I was taught that Idaho values include being nice to other people and treating them fairly. In my public service, I treat all people equally without regard to whether they voted for me or whether we agree on any given issue. That is the duty of governance, and it is why public service is a noble profession, one that I am honored and humbled to be a part of. And it’s why I feel compelled to bring attention to this issue.
Idaho’s two U.S. Senators, Jim Risch and Mike Crapo, must not have learned that lesson. They routinely disrespect Idaho’s LGBT citizens with their rhetoric and their votes. I’ve known this for quite some time, but only recently did I realize they are among the most anti-LGBT people in all of Congress. A new campaign called Zero for Zeros (zeroforzeros.org) has researched this using the Human Rights Campaign’s Congressional Scorecard and some additional criteria to find the ‘worst of the worst’ on issues of equality.
Both of our senators, Risch and Crapo, found themselves on that list of the 29 most anti-equality D.C. politicians. They vote against equality every chance they get and speak against us whenever the opportunity arises. This matters because their words hurt people, especially young people who may be struggling with their sexuality or gender identity. Their behavior is inconsistent with the values of our state.
That’s why I am glad that the Zero for Zeros campaign is bringing attention to this. Once they had their “worst of the worst” list, they cross-checked it with the nearly 600 companies that score a perfect 100% on the Human Rights Campaign’s Corporate Equality Index. These are companies that are absolutely our allies. However, 49 of them have given contributions to at least some of the “worst of the worst.”
These companies have been leading the corporate world on issues of equality by earning that 100% rating from Human Rights Campaign. They have great policies for their LGBT employees, they advertise to LGBT customers, they sponsor LGBT organizations, and they sponsor large contingencies in pride parades all over the country. Right here in Idaho, T-Mobile and Wells Fargo have a large presence. They sponsor Boise Pride and also have a contingency that marches. I was surprised and confused to learn about their support of these anti-gay politicians.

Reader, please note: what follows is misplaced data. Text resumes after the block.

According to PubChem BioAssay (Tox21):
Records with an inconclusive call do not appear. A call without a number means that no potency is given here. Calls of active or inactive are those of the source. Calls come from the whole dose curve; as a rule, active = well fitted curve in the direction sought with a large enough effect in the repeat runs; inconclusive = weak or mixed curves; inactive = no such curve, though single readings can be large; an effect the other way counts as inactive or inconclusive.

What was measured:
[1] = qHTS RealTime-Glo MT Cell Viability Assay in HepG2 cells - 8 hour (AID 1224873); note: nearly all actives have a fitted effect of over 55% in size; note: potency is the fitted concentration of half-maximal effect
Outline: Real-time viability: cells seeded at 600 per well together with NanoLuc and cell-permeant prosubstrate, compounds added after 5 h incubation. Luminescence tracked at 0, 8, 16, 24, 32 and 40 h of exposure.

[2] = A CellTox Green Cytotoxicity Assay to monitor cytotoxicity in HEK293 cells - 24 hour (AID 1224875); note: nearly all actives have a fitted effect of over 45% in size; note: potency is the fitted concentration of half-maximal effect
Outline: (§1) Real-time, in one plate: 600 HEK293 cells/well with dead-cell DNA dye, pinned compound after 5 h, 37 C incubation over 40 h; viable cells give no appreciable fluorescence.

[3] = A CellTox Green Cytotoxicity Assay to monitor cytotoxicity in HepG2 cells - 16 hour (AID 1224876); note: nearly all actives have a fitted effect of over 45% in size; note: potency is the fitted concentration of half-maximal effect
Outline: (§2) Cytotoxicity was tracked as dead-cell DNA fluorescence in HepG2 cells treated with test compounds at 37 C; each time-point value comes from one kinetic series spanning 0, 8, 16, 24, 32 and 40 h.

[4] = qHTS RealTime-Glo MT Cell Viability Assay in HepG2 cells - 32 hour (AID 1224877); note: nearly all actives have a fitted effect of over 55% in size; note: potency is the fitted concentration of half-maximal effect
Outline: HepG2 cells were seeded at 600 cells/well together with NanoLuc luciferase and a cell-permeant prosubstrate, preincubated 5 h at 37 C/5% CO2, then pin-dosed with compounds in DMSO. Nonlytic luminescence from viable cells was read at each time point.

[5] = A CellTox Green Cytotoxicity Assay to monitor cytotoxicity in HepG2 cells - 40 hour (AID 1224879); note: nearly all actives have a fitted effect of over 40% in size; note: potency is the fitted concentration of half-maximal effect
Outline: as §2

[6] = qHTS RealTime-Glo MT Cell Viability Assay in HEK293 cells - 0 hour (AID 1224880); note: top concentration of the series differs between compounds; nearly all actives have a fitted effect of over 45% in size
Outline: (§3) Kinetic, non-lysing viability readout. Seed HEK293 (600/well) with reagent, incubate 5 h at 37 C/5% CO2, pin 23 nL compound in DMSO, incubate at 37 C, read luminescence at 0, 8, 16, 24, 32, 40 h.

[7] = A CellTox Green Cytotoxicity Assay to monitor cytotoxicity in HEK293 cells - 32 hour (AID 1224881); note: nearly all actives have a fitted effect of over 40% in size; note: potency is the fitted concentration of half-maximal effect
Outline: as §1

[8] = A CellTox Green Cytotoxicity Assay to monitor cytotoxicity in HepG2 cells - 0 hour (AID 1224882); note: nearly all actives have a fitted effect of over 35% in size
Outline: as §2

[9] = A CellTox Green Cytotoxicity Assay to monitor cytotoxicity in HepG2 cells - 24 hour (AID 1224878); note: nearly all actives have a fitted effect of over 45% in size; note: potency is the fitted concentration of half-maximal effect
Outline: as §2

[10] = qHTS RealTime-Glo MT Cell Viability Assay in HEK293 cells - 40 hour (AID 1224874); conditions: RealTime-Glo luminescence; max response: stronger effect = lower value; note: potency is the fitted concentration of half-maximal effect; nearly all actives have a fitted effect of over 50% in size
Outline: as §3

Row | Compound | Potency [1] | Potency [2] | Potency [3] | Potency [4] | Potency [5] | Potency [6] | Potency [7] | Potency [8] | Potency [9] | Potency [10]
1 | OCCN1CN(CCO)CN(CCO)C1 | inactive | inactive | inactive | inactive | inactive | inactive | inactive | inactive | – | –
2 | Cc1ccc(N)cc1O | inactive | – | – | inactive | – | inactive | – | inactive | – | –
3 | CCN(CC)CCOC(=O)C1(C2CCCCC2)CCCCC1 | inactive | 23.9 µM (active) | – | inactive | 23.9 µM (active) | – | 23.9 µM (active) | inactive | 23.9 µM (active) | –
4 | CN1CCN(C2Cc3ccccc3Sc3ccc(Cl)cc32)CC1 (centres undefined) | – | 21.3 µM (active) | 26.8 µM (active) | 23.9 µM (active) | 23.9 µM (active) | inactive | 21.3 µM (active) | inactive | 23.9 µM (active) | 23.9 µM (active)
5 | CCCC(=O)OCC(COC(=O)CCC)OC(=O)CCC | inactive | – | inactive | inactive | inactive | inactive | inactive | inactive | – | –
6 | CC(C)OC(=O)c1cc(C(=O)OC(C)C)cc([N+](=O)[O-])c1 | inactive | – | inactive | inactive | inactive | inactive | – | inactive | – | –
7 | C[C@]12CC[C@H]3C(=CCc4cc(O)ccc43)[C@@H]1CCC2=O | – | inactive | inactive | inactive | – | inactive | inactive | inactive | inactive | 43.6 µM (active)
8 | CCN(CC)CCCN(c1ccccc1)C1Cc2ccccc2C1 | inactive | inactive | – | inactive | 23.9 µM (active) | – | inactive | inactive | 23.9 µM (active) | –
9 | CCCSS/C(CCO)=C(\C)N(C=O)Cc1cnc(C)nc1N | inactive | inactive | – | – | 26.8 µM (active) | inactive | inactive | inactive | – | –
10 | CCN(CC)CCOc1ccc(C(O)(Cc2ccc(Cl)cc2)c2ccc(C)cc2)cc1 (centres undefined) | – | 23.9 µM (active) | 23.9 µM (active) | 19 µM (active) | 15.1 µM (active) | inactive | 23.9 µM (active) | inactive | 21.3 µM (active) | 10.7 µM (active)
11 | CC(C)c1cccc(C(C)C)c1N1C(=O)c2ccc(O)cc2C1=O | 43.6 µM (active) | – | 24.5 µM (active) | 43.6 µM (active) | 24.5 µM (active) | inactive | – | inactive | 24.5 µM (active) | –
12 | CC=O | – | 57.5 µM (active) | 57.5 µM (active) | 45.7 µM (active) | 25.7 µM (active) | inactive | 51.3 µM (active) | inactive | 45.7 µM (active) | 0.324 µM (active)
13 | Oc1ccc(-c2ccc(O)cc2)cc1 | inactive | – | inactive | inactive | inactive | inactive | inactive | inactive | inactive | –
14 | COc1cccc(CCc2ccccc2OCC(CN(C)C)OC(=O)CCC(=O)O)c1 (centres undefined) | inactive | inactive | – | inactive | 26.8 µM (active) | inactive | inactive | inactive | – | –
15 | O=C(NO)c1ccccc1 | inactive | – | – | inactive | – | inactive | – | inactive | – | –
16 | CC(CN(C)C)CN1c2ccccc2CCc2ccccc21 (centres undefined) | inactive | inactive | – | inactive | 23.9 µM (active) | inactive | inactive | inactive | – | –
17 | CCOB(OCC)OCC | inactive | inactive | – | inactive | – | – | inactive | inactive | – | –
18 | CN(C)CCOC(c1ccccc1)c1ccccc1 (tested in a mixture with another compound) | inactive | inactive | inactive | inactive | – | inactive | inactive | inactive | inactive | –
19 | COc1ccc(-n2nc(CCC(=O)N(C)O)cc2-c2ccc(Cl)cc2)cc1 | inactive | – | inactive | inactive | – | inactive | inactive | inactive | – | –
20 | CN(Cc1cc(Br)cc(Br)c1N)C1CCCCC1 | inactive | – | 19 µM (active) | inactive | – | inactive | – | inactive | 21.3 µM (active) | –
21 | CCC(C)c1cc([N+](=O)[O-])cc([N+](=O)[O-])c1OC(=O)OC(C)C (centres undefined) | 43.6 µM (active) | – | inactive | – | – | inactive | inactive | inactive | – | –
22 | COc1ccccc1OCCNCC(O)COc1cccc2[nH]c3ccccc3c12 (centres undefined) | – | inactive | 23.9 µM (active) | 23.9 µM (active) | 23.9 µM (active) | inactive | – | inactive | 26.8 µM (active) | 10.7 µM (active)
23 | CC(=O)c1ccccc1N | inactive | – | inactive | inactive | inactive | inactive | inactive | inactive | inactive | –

I am fully behind the work of the Zero for Zeros campaign. Their guiding statement is hard to argue with: Companies that are allies to LGBT employees and customers shouldn’t give money to the elected officials who lead the fight against equality. These companies should absolutely amend their policies and practices to ensure these horribly anti-equality politicians do not receive their PAC dollars.
Why is this important enough to take the time to write about it. Think back to the young people who are harmed when Sens. Crapo and Risch spout homophobic and transphobic remarks. Right now, these companies are offering support for them and, by extension, their anti-LGBT remarks and positions. They may explain this away by saying that they don’t agree with these folks on every issue. That excuse does not work for me.
These companies literally march through the streets carrying Pride flags. It boggles my mind that they think any excuse for funding these homophobic politicians would be acceptable. The only thing that makes sense is for their political giving to reflect the values that they hold as a company. In all, 181 CEOs recently signed a letter that set out to redefine the role of corporations in America. Among those principles is to “foster diversity and inclusion, dignity and respect.” I applaud this and say that it is high time that this includes how those companies allocate political contributions.
Please join me in supporting the work of Zero for Zeros by letting Wells Fargo, T-Mobile and other companies know that it is past time for them to end corporate PAC contributions to politicians that lead the fight against equality. We can and do expect a higher standard from an ally.